She says, "Even though we do not have children yet, I have decided to continue to celebrate all the Jewish holidays I grew up observing with my husband. Many of them are new to him, but I can see the sparkle in his eyes when we light the Shabbat candles and say the blessings over the siddur my great-grandparents brought over from Riga - the same town where my husband was born. We put our arms around each other and say our own special prayer each week at our own very informal Shabbat service.
"I have never shared this with anyone as it is so sacred and meaningful to us. Yet, it brings tears to my eyes, and I hope it can inspire other young newlyweds to find their own intimate connection with Judaism."
Also well on their way to forging that intimate connection are Amiel and Manya Monson of Cheltenham, who celebrated their second wedding anniversary this month.
Amiel, 37, who comes from a family of Jewish educators, and has taken up the family business, wishes that he and his 31year-old wife could find time to sit down to a regular Shabbat dinner together more often.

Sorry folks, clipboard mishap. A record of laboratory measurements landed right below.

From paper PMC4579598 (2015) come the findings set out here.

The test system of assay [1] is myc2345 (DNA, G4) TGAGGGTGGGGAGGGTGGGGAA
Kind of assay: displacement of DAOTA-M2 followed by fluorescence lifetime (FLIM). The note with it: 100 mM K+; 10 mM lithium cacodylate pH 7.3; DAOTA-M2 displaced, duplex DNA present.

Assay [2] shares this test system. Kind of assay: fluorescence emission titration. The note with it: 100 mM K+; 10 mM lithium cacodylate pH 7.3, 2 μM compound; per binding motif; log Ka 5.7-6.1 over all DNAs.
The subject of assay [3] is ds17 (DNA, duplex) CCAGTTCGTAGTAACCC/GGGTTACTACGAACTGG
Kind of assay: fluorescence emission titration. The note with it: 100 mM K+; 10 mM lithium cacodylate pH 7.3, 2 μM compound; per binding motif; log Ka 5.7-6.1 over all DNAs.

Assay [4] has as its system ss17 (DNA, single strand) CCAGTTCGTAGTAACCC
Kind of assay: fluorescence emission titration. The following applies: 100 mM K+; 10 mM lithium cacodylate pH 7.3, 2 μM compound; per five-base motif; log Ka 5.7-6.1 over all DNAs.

But he has been juggling four jobs, including serving as program director for Maccabee USA/Sports for Israel, teaching Hebrew, working with United Synagogue Youth and pursuing his third master's degree. Manya is the program and youth director at Adath Jeshurun in Elkins Park and teaches Hebrew at Beth Am Israel in Penn Valley.
"I don't like to make excuses," Amiel says. "I feel like I'm copping out on myself. But it's hard. I'm exhausted come Friday." He admits to envying his brother and sister-in-law who have three children and celebrate Shabbat with 10 other couples and their children. Amiel hopes that he and Manya can do the same when they have children and applauds his brother for limiting his workdays to Monday through Friday.
But despite the frenetic pace of his present life, Amiel is happy. He says, "I waited until I was 35 years old to get married. It was worth the wait to find someone you are compatible with and care for and can grow with - and is your best friend."
Gail Snyder is a frequent contributor to Special Sections.